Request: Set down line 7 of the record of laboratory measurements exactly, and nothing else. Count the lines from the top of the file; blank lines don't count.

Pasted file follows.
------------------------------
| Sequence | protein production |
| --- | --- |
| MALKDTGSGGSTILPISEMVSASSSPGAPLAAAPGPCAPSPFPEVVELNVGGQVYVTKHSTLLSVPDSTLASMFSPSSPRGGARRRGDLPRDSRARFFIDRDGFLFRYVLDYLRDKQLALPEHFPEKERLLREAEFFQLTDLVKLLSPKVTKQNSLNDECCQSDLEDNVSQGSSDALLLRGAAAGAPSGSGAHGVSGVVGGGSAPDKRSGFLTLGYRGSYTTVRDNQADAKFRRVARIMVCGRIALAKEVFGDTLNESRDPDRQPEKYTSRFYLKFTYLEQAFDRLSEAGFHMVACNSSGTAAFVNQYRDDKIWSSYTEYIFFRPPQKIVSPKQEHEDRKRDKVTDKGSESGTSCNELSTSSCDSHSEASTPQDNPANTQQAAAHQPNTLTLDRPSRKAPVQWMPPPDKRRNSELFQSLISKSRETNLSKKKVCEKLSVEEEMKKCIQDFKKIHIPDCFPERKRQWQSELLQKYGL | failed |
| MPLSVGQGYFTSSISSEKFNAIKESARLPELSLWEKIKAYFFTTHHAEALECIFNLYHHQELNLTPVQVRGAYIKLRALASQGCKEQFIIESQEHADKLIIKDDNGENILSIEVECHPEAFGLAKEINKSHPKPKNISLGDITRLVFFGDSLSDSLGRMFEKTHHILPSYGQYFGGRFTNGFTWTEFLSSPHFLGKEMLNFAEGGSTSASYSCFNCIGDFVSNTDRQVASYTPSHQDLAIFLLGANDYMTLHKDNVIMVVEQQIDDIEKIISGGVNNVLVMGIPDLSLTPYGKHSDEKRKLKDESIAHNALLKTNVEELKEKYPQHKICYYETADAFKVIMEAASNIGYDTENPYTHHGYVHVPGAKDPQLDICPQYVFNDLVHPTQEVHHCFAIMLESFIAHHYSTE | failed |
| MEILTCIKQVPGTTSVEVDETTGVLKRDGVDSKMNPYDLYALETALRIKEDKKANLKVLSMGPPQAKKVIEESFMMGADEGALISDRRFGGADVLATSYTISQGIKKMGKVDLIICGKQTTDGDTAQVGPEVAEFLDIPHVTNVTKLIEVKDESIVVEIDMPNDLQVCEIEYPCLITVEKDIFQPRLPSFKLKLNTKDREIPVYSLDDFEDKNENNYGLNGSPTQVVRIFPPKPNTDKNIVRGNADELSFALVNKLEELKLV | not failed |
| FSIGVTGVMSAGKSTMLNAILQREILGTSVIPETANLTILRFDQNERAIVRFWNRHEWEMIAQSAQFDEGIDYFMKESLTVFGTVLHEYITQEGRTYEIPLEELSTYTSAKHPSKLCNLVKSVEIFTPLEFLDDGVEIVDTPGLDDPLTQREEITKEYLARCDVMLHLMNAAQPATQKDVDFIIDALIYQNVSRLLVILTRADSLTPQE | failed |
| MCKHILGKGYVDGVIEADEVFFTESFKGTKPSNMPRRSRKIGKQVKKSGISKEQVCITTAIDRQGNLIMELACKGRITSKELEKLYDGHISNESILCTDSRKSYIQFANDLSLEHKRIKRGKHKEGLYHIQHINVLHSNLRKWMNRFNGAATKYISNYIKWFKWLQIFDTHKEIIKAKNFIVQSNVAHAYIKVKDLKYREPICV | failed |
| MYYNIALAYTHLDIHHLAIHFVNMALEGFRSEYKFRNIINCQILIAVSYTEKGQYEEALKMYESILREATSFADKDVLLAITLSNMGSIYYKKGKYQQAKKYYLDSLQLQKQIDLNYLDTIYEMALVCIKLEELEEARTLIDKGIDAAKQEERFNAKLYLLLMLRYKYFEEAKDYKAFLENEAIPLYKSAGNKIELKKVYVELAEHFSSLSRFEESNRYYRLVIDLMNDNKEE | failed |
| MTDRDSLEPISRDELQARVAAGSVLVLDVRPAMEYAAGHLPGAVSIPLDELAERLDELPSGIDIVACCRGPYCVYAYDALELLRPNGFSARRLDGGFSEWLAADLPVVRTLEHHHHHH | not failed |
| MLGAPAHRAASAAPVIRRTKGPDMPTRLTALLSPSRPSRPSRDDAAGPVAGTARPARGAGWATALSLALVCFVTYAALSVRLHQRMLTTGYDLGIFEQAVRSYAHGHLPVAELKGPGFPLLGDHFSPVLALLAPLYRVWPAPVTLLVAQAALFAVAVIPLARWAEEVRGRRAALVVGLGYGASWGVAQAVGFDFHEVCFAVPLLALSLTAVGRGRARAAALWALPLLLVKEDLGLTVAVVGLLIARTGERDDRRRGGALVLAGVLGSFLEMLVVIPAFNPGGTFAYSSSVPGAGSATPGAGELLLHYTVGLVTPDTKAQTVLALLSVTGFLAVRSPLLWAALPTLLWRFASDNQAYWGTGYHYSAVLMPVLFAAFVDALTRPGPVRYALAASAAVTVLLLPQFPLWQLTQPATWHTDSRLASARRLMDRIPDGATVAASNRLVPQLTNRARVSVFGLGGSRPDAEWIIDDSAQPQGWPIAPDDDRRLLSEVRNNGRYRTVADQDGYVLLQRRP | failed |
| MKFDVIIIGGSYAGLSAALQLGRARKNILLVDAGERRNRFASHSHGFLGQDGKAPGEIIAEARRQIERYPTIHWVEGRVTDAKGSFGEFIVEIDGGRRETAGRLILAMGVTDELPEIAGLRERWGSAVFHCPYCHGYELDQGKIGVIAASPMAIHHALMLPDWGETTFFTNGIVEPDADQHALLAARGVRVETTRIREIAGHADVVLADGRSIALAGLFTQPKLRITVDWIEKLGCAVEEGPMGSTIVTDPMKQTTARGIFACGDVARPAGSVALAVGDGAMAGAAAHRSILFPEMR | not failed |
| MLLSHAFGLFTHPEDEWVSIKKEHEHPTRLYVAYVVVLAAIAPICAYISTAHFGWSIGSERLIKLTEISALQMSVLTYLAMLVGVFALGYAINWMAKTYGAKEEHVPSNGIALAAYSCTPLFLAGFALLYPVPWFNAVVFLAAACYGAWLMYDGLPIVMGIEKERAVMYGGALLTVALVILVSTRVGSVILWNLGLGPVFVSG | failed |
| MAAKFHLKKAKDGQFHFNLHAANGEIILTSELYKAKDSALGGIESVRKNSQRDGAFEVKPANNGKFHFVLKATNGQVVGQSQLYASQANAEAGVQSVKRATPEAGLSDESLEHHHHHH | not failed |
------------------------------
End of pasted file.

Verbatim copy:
| MCKHILGKGYVDGVIEADEVFFTESFKGTKPSNMPRRSRKIGKQVKKSGISKEQVCITTAIDRQGNLIMELACKGRITSKELEKLYDGHISNESILCTDSRKSYIQFANDLSLEHKRIKRGKHKEGLYHIQHINVLHSNLRKWMNRFNGAATKYISNYIKWFKWLQIFDTHKEIIKAKNFIVQSNVAHAYIKVKDLKYREPICV | failed |